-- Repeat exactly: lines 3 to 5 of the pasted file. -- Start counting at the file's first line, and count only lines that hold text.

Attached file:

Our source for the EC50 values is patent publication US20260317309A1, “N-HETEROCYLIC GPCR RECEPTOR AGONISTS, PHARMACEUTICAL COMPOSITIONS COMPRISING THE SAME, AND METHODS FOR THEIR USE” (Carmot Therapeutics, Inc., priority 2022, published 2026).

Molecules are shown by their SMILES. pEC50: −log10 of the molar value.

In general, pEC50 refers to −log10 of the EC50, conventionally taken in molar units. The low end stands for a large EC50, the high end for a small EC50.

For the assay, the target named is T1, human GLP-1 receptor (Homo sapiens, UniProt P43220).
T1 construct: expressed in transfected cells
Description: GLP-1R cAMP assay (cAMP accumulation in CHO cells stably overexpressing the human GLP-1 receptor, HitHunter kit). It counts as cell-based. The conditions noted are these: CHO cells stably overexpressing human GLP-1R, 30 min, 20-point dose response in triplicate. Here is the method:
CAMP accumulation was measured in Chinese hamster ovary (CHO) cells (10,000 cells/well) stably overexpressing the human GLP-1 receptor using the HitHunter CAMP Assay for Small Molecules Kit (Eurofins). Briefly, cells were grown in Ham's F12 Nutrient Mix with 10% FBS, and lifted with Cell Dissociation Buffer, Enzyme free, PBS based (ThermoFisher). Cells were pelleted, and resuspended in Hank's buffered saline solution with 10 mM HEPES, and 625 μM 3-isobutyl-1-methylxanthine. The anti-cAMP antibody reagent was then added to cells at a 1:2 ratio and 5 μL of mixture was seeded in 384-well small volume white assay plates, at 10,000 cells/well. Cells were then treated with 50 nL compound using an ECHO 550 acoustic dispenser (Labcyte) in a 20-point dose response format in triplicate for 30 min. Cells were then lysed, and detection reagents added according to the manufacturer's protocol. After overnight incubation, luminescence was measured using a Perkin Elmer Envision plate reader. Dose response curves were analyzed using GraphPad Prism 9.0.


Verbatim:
In general, pEC50 refers to −log10 of the EC50, conventionally taken in molar units. The low end stands for a large EC50, the high end for a small EC50.

For the assay, the target named is T1, human GLP-1 receptor (Homo sapiens, UniProt P43220).
T1 construct: expressed in transfected cells